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Monday, October 25, 2021

Characteristics of COVID-19 in the United States during 2020

An interesting paper on COVID-19 infections in the USA during 2020 was recently published in Nature. The take-home lessons are:

  1. about 78% of infections were probably undocumented so the actual number of people with COVID-19 is almost twice the number that's been reported
  2. about 31% of the population was infected during 2020 giving rise to a considerable level of natural immunity
  3. by the end of 2020 the case fatality rate (CFR = number of deaths per estimated cases) fell to about 0.30% due to better reporting of cases and better patient care
  4. the case fatality rate of 0.30% is about four times higher than that of seasonal influenza (<0.08%)

Sen, P., Yamana, T.K., Kandula, S., Galanti, M. and Shaman, J. (2021) Burden and characteristics of COVID-19 in the United States during 2020. Nature 598:338-341.
[doi: 10.1038/s41586-021-03914-4]

The COVID-19 pandemic disrupted health systems and economies throughout the world during 2020 and was particularly devastating for the United States, which experienced the highest numbers of reported cases and deaths during 2020. Many of the epidemiological features responsible for observed rates of morbidity and mortality have been reported; however, the overall burden and characteristics of COVID-19 in the United States have not been comprehensively quantified. Here we use a data-driven model-inference approach to simulate the pandemic at county-scale in the United States during 2020 and estimate critical, time-varying epidemiological properties underpinning the dynamics of the virus. The pandemic in the United States during 2020 was characterized by national ascertainment rates that increased from 11.3% (95% credible interval (CI): 8.3–15.9%) in March to 24.5% (18.6–32.3%) during December. Population susceptibility at the end of the year was 69.0% (63.6–75.4%), indicating that about one third of the US population had been infected. Community infectious rates, the percentage of people harbouring a contagious infection, increased above 0.8% (0.6–1.0%) before the end of the year, and were as high as 2.4% in some major metropolitan areas. By contrast, the infection fatality rate fell to 0.3% by year’s end.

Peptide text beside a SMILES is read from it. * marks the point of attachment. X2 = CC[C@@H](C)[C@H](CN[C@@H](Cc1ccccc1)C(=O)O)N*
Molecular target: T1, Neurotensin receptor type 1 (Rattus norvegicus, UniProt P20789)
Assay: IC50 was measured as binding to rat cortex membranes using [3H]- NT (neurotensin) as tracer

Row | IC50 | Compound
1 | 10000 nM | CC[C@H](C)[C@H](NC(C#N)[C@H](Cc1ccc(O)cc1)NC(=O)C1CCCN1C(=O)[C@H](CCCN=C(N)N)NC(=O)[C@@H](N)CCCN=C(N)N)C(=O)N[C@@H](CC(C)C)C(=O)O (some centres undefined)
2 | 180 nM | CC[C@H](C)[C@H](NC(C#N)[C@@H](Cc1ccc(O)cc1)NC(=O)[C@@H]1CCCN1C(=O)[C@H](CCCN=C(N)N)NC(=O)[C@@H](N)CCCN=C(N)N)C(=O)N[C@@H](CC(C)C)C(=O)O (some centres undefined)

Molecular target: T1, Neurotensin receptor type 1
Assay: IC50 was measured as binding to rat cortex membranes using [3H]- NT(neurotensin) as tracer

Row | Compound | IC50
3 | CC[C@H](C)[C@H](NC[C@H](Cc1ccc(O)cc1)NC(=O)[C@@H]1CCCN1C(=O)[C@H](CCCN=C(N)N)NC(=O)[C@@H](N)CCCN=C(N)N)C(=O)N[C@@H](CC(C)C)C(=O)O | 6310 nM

1 comment :

Georgi Marinov said...

By contrast, the infection fatality rate fell to 0.3% by year’s end.

This is patently absurd given what one sees here:

One third of US counties are at more than 0.3% PFR. Excess deaths are on average 15-20% higher. Most of those deaths are from the period during and after which the IFR is supposed to be 0.3%. So how many times did on average each and every person in those counties catch COVID in the last 12-18 months?